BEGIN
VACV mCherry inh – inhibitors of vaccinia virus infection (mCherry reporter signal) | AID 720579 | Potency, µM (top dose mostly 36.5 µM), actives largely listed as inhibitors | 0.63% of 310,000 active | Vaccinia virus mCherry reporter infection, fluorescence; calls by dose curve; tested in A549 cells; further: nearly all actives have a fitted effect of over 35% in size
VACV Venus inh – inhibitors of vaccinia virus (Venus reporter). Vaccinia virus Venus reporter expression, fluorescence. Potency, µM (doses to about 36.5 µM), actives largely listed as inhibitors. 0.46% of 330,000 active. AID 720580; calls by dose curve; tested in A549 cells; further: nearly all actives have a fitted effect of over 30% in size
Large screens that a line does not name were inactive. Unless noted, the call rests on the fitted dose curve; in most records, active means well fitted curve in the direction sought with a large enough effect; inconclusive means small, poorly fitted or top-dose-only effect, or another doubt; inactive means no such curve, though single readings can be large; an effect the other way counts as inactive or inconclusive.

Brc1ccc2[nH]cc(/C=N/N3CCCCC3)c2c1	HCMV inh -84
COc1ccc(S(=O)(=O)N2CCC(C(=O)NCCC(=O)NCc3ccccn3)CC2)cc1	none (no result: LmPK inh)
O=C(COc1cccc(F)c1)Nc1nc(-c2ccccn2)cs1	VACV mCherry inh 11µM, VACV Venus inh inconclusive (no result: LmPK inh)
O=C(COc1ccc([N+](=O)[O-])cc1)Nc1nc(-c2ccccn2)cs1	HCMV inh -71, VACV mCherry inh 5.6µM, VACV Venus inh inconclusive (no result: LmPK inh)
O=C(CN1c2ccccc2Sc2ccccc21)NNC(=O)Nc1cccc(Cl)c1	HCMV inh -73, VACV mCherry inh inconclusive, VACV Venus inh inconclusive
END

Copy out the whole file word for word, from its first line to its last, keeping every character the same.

VACV mCherry inh – inhibitors of vaccinia virus infection (mCherry reporter signal) | AID 720579 | Potency, µM (top dose mostly 36.5 µM), actives largely listed as inhibitors | 0.63% of 310,000 active | Vaccinia virus mCherry reporter infection, fluorescence; calls by dose curve; tested in A549 cells; further: nearly all actives have a fitted effect of over 35% in size
VACV Venus inh – inhibitors of vaccinia virus (Venus reporter). Vaccinia virus Venus reporter expression, fluorescence. Potency, µM (doses to about 36.5 µM), actives largely listed as inhibitors. 0.46% of 330,000 active. AID 720580; calls by dose curve; tested in A549 cells; further: nearly all actives have a fitted effect of over 30% in size
Large screens that a line does not name were inactive. Unless noted, the call rests on the fitted dose curve; in most records, active means well fitted curve in the direction sought with a large enough effect; inconclusive means small, poorly fitted or top-dose-only effect, or another doubt; inactive means no such curve, though single readings can be large; an effect the other way counts as inactive or inconclusive.

Brc1ccc2[nH]cc(/C=N/N3CCCCC3)c2c1	HCMV inh -84
COc1ccc(S(=O)(=O)N2CCC(C(=O)NCCC(=O)NCc3ccccn3)CC2)cc1	none (no result: LmPK inh)
O=C(COc1cccc(F)c1)Nc1nc(-c2ccccn2)cs1	VACV mCherry inh 11µM, VACV Venus inh inconclusive (no result: LmPK inh)
O=C(COc1ccc([N+](=O)[O-])cc1)Nc1nc(-c2ccccn2)cs1	HCMV inh -71, VACV mCherry inh 5.6µM, VACV Venus inh inconclusive (no result: LmPK inh)
O=C(CN1c2ccccc2Sc2ccccc21)NNC(=O)Nc1cccc(Cl)c1	HCMV inh -73, VACV mCherry inh inconclusive, VACV Venus inh inconclusive